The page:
C: drive became full, and it came to my mind that its hard to move files to a new SSD1 if I buy new one.
So it got me into thinking what are the things I can do to remove and free up space in my
I don’t know where I’m going from here, but I promise it won’t be boring.
— David Bowie.
The first thing that comes up, is using the tool
Disk Cleanup bundled with Windows 10. It only freed up 10Gb of data, then I check all the folder size which contains the largest amount of data.
The result was my user account and the
Here are the things I did in order to move
ProgramData contents to my other spare drive.
DISCLAIMER: Before doing this on your machine please test and research first each command before executing on your machine / production environment.
First, I copied and mirrored the
ProgramData folder structure and ACL’s2 using the command
/MIR flag tells
robocopy to retain security settings and state of file.
robocopy /XJ /MIR "C:\ProgramData" "D:\ProgramData"
You could also use this other command flags, this command is non-destructive unlike the mirror flag. The mirror flag deletes the file at destination while this just overwrites and retain if missing in source.
robocopy /xj /s /copyall C:\ProgramData D:\ProgramData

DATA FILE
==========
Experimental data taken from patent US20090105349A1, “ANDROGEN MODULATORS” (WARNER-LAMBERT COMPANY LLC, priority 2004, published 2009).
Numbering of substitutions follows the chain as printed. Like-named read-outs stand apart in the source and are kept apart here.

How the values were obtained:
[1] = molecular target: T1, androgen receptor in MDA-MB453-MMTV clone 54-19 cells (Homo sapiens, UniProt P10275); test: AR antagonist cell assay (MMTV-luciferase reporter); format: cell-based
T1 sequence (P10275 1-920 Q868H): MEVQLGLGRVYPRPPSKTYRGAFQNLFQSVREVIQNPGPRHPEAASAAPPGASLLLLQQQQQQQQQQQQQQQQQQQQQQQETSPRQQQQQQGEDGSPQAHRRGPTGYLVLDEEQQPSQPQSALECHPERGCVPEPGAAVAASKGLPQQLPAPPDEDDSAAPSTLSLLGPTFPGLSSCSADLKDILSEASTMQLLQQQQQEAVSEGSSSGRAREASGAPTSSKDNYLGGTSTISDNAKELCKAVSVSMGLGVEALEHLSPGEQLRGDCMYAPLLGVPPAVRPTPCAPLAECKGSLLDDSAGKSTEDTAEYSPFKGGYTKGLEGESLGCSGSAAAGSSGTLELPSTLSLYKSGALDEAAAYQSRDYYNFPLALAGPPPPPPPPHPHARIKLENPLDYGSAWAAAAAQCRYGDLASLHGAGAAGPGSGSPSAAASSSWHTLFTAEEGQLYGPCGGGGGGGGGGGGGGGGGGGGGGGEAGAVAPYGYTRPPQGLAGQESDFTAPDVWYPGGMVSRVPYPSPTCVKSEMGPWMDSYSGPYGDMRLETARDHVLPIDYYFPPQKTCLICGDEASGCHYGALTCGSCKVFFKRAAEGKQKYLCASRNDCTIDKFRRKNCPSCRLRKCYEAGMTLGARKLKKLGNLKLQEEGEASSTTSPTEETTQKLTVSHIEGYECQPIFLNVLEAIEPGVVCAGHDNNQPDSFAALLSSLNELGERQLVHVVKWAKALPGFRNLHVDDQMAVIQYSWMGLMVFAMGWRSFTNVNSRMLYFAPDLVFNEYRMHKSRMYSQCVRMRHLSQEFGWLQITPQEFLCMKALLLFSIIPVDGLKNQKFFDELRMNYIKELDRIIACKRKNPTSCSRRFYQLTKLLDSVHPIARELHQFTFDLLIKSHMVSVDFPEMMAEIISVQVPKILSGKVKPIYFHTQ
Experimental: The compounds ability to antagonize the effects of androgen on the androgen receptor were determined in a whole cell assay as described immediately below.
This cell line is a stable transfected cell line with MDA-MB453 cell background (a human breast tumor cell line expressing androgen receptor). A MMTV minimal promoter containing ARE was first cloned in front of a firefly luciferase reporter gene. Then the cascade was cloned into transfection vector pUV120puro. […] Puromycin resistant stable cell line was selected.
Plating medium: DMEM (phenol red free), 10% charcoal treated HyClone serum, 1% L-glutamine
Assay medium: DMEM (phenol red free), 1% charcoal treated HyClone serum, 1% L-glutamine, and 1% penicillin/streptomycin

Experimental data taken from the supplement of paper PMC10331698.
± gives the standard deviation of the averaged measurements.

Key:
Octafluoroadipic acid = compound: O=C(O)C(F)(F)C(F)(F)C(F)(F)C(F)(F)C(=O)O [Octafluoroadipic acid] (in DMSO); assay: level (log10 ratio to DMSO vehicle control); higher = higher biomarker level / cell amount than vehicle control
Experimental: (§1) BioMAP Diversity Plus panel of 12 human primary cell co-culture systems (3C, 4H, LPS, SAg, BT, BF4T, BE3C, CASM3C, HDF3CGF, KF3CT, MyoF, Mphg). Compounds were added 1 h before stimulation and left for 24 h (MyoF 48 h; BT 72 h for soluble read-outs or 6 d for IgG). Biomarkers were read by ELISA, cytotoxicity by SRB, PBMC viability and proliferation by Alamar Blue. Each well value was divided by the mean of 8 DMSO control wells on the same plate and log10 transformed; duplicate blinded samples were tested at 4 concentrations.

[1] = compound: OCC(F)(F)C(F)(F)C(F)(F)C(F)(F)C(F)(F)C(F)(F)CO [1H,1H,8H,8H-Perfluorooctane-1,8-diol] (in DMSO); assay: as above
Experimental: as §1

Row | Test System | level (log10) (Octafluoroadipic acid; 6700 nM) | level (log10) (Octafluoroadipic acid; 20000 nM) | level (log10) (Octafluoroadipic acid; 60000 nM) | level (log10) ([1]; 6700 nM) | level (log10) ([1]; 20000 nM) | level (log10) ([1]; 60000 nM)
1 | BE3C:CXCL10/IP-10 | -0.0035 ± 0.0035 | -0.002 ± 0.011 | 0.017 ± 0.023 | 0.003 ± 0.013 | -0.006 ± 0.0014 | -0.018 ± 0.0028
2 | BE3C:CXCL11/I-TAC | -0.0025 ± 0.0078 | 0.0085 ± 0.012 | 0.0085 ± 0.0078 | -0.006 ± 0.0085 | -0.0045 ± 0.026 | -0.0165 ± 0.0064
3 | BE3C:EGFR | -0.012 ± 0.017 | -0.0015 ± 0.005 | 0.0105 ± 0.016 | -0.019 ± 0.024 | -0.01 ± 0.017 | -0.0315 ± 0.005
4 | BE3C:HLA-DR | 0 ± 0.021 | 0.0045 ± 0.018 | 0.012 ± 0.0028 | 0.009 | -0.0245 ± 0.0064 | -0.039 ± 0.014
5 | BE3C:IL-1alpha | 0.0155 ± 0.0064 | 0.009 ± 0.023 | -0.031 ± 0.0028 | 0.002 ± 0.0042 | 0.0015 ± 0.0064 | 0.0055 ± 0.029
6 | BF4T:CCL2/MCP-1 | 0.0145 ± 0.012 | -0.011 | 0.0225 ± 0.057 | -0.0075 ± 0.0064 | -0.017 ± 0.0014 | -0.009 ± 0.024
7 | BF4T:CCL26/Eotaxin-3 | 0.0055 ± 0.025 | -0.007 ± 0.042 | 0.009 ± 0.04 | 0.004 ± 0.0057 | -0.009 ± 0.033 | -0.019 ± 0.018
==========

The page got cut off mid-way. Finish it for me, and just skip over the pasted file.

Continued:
After everything’s done copying, you start creating junction links and symlinks3 from your spare drive (for me its the
D: drive). The
%~NA tells the batch command it will only get the base folder name, and the
%~A gets the whole absolute path. The command below will only create directory junctions to begin with:
FOR /D %A IN ("D:\ProgramData\*") DO (MKLINK /J "C:\ProgramData\%~NA" "%~A")
This next command, specifically create symbolic links to file from source to destination.
FOR %A IN ("D:\ProgramData\*") DO (MKLINK "C:\ProgramData\%~NXA" "%~A")
Then after that restart your machine, and ensure everything’s working fine. I think some folders like
Packages should be excluded in copying and making junctions.
That’s all guys. If you have any question DM me or comment in this post.
- A solid-state drive (SSD) is a solid-state storage device that uses integrated circuit assemblies to store data persistently, typically using flash memory, and functioning as secondary storage in the hierarchy of computer storage. It is also sometimes called a solid-state device or a solid-state disk, even though SSDs lack the physical spinning disks and movable read–write heads used in hard disk drives (HDDs) and floppy disks. ↩︎
- An access-control list (ACL) is a list of permissions associated with a system resource (object). An ACL specifies which users or system processes are granted access to objects, as well as what operations are allowed on given objects. ↩︎
- A symbolic link (also symlink or soft link) is a term for any file that contains a reference to another file or directory in the form of an absolute or relative path and that affects pathname resolution. ↩︎